T-Mobile and Sprint just got the go ahead from a U.S. district court judge. The merger would combine the country’s third and fourth largest mobile carriers, effectively reducing the number of key carriers from four down to three. Following months of delays and push back from high-profile authorities, a US district judge has ruled in the companies’ favor, allowing them to move within one step of concluding a deal that promises to deploy 5G service to 97 percent of Americans within three years.
U.S. District Judge Victor Marrero, it seems, sided with the latter. He lauded T-Mobile’s business practices in a statement. “T-Mobile has redefined itself over the past decade as a maverick that has spurred the two largest players in its industry to make numerous pro-consumer changes,” Judge Marrero wrote.
FCC Chairman Ajit Pai said he was “pleased” with the court’s decision not to block the deal: “The T-Mobile-Sprint merger will help close the digital divide and secure United States leadership in 5G,” Pai said in a statement. “This transaction represents a unique opportunity to speed up the deployment of 5G throughout the United States, put critical mid-band spectrum to more productive use, and bring much faster mobile broadband to rural Americans. I’m gratified that the federal district court agreed with the FCC and U.S. Department of Justice that this merger is lawful and should be allowed to proceed. This is a big win for American consumers.”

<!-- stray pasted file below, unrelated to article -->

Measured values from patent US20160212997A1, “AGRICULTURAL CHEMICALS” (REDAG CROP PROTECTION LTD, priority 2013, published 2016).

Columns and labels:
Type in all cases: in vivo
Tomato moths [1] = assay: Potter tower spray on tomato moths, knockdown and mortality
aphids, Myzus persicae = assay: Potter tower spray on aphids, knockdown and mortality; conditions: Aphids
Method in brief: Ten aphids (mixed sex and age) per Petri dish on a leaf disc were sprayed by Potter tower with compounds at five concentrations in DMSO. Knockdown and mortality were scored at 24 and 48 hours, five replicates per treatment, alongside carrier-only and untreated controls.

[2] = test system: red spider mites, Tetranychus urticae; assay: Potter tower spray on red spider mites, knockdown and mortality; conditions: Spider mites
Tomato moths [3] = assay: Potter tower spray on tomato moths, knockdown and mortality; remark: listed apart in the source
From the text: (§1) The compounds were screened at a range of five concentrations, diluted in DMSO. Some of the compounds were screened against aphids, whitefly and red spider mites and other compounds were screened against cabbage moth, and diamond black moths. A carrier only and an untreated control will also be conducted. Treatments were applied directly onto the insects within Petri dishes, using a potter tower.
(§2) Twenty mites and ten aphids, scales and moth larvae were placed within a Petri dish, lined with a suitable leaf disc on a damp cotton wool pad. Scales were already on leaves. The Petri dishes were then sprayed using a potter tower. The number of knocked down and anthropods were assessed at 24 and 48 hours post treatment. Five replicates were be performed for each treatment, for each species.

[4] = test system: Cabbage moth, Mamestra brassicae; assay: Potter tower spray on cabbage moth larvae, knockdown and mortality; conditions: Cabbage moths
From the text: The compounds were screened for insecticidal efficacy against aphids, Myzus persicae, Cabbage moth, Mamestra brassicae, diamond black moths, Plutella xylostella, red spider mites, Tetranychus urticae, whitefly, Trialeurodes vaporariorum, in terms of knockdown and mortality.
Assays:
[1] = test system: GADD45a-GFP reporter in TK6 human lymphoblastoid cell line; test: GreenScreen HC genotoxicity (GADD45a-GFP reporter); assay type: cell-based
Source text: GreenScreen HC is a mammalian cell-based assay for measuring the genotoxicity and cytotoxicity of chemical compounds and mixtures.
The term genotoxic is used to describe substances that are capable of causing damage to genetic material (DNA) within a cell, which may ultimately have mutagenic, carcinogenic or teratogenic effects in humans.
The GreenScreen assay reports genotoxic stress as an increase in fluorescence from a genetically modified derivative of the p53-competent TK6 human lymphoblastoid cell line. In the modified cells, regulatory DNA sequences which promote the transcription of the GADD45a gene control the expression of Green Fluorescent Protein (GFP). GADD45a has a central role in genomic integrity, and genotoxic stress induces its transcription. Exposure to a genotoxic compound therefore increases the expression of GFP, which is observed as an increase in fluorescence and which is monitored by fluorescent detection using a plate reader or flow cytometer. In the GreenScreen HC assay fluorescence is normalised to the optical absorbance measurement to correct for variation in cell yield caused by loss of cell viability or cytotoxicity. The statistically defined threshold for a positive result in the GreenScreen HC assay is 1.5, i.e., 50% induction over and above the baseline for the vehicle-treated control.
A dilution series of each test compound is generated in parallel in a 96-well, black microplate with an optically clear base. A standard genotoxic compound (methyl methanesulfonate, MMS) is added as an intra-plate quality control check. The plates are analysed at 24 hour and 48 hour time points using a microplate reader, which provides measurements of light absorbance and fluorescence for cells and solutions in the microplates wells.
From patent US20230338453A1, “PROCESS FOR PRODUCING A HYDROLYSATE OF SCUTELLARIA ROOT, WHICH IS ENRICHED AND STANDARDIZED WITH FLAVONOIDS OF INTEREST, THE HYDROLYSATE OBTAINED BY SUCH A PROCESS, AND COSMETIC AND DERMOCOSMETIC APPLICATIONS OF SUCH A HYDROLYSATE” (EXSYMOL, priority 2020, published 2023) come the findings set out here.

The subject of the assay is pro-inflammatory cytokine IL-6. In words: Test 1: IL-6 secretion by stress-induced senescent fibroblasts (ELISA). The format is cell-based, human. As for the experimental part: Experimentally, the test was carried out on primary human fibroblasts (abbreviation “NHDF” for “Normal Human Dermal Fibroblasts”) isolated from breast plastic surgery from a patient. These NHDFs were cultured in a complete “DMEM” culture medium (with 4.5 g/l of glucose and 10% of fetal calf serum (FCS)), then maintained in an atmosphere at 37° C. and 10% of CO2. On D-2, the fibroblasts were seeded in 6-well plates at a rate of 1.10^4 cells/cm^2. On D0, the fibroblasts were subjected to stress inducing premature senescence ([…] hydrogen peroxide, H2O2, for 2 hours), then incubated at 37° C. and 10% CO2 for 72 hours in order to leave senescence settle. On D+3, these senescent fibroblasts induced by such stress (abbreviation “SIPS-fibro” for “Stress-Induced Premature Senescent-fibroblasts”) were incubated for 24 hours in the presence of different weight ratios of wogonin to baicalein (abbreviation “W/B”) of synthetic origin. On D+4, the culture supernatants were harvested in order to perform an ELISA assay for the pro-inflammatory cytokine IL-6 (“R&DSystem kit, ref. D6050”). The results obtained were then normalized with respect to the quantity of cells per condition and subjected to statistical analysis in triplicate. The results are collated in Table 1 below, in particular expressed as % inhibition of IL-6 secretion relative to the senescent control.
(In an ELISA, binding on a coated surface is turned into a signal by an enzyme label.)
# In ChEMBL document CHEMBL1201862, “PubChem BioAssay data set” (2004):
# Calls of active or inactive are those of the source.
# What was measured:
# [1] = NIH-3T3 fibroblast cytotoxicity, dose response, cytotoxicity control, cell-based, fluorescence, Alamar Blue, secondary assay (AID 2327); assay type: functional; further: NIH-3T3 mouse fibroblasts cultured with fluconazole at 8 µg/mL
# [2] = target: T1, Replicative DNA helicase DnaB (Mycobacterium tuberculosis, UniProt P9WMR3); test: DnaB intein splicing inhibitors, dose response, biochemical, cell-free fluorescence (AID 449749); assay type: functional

However, in order to obtain permission for the deal from the Department of Justice, T-Mobile and Sprint suggested a number of caveats designed to mitigate the union’s competitive advantage. The companies will have to sell the prepaid parts of Sprint’s business — Boost Mobile, Virgin Mobile, and Sprint prepaid — to competitor Dish, which will also gain access to the pair’s 20,000+ cell sites and retail locations. Sprint began shutting down Virgin Mobile and migrating customers to Boost Mobile on February 2nd.
The deal has already cleared a number of key hurdles, including Justice Department approval. Involved states, however, are considering an appeal. “From the start, this merger has been about massive corporate profits over all else, and despite the companies’ false claims, this deal will endanger wireless subscribers where it hurts most: their wallets,” NY Attorney General Attorney Letitia James said in a statement.